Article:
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Issues in Estimating Easter Regressors Using RegARIMA Models with X-12-ARIMA

David F. Findley(1), Kellie Wills (2) and Brian C. Monsell(3).

ABSTRACT:

The most common moving holiday effect found in U. S. economic flow series is the Easter effect. For many retail sales series, levels of sales are elevated in the period just before the Easter holiday (which varies between March 22 and April 25). Because of this, X-12-ARIMA has long had a built-in regressor corresponding to the Easter holiday.

This study seeks to provide guidance for practical concerns analysts have when including Easter regression effects in regARIMA models for economic time series. We seek to answer the following questions regarding the use of Easter regressors in reg- ARIMA models of economic data as they are incorporated into X-12-ARIMA:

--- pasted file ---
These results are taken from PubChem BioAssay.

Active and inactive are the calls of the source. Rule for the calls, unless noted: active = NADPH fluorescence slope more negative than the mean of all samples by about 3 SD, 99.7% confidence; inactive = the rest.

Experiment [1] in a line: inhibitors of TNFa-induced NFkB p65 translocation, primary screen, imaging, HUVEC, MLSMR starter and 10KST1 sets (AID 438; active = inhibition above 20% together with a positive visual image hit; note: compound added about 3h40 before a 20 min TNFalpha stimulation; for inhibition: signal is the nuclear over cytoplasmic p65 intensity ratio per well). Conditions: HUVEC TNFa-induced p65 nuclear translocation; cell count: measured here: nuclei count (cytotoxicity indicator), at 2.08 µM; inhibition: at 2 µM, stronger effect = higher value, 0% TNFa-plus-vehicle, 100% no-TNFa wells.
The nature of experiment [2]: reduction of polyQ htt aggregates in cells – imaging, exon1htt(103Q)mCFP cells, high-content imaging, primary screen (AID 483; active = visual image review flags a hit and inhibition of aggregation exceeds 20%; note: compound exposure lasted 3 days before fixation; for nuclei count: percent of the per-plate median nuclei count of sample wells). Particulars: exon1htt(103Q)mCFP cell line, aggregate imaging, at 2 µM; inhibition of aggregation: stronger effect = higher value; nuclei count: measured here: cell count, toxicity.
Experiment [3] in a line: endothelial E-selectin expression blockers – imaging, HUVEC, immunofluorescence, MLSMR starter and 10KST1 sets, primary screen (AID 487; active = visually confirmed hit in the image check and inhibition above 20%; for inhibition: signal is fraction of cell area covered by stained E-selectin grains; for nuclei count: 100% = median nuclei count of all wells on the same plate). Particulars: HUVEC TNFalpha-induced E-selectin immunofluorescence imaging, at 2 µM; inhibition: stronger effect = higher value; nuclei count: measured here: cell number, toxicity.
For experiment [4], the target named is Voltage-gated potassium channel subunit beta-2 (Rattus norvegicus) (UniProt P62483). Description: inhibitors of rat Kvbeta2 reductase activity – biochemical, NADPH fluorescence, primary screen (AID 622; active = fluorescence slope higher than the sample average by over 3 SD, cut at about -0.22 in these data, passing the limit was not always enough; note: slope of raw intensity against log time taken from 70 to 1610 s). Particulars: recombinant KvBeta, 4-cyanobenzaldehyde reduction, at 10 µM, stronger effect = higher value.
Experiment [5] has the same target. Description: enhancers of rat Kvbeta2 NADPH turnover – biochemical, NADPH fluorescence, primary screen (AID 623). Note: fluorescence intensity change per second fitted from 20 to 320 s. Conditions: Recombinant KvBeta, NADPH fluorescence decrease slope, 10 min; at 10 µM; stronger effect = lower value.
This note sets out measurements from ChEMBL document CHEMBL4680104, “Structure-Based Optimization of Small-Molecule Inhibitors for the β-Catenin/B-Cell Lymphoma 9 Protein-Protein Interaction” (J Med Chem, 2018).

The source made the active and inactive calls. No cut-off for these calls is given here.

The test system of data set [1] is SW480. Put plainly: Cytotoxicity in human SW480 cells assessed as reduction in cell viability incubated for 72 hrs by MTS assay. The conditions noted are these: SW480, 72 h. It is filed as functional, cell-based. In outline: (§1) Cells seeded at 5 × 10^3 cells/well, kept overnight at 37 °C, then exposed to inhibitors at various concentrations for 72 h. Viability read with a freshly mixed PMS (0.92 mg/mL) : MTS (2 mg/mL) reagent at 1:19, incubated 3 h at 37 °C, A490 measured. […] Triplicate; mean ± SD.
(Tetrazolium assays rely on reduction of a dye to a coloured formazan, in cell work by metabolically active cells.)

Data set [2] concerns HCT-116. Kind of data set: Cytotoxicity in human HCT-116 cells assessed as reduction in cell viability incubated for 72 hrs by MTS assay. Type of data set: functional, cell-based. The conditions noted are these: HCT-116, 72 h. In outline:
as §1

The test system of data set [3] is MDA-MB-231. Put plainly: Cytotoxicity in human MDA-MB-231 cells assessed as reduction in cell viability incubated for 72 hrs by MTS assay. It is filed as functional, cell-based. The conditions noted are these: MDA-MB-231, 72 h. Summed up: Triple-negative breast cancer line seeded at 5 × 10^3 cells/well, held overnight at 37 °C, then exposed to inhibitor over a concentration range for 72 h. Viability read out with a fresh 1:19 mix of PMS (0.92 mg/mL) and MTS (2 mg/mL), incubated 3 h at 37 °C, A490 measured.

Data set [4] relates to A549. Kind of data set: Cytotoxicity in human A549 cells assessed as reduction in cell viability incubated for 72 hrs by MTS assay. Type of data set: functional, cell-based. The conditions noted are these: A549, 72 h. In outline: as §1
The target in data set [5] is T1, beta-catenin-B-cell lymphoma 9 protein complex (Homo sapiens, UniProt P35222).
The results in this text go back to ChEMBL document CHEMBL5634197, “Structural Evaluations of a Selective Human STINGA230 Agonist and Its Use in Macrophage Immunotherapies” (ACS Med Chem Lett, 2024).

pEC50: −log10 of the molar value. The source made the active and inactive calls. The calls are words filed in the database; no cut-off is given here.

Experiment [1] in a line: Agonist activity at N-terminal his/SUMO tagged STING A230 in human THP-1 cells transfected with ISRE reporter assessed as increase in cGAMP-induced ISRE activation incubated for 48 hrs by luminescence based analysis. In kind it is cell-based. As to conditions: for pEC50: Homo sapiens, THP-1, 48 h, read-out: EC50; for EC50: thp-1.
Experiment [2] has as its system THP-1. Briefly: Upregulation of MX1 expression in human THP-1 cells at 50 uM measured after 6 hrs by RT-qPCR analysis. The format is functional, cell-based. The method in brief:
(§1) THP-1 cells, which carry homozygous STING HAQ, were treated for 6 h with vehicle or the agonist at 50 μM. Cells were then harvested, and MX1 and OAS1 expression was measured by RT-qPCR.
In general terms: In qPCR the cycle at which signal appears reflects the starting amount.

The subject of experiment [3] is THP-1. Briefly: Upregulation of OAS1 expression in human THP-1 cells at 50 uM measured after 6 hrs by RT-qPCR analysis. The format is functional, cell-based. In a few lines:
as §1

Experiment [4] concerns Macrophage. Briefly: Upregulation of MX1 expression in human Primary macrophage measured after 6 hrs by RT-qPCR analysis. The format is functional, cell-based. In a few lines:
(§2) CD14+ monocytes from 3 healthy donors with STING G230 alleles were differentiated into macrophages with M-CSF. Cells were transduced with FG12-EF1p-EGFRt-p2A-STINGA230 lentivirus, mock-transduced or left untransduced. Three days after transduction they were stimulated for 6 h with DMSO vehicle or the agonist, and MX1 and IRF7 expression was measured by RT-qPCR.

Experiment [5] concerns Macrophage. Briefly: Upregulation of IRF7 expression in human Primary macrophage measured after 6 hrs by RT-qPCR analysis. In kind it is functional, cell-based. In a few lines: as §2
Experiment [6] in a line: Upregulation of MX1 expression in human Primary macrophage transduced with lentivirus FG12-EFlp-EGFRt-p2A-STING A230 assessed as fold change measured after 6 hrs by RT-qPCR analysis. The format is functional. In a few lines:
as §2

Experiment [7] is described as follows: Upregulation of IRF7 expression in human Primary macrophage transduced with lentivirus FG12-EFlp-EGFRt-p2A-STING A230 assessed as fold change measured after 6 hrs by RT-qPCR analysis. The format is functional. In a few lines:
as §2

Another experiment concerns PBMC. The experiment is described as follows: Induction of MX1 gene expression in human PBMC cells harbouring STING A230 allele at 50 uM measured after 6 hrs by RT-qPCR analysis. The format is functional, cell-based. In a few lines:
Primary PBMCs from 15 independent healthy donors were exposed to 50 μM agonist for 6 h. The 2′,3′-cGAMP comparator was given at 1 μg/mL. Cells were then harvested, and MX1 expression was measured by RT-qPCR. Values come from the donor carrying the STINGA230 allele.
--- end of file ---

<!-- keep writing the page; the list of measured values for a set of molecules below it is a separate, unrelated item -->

1. How many years of data are needed to detect Easter holiday effects with high reliability?
  2. How many years of data are needed to obtain useful estimates of the Easter effect (estimates that improve the seasonal adjustment)?
  3. How often does X-12-ARIMA produce “false positives,” i.e. select an Easter effect when none exists? What is the impact of March and April outliers on the number of false positives?
  4. How often does X-12-ARIMA misidentify the Easter effect length, e.g. select easter[15] when the true effect is easter[8]?
  5. How does the estimation of trading day effects affect Easter effect detection?

These questions were investigated using synthetic series with Easter effects constructed to conform to the models assumed by X-12-ARIMA.

KEYWORDS:

moving holiday effects, revisions, outliers, seasonal adjustment





(1) David F. Findley was the Senior Mathematical Statistican for Time Series and is now a consultant, U. S. Census Bureau, 4600 Silver Hill Road, Washington, DC 20233. email : david.f.findley@census.gov

(2) Kellie C. Wills is currently a doctoral student.

(3) Brian C. Monsell is Mathematical Statistican, Center for Statistical Research and Methodology, U.S. Census Bureau, 4600 Silver Hill Road, Washington, DC 20233. email : brian.c.monsell@census.gov



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Source: U.S. Census Bureau | Center for Statistical Research and Methodology | (301) 763-1649 (or x12@census.gov) |  Last Revised: November 19, 2012